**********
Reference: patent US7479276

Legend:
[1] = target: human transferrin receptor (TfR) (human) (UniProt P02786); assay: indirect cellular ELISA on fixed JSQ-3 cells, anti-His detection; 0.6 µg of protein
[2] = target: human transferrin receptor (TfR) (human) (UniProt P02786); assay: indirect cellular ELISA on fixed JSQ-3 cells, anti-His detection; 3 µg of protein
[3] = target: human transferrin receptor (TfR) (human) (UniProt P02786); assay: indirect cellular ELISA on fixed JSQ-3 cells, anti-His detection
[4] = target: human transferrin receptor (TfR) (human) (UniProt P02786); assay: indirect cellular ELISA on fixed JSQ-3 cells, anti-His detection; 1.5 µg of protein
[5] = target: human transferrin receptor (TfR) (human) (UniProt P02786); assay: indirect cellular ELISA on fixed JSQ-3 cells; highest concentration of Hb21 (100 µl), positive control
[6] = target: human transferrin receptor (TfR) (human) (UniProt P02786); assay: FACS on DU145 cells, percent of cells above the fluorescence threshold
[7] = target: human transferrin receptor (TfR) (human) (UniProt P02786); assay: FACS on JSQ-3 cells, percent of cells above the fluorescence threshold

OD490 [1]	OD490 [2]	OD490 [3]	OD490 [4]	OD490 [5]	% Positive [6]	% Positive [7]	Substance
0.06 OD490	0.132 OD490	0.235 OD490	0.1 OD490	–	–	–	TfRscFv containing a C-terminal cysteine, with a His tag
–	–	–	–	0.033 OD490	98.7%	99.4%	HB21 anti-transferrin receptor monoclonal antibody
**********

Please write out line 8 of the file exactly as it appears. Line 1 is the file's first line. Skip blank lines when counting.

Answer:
[6] = target: human transferrin receptor (TfR) (human) (UniProt P02786); assay: FACS on DU145 cells, percent of cells above the fluorescence threshold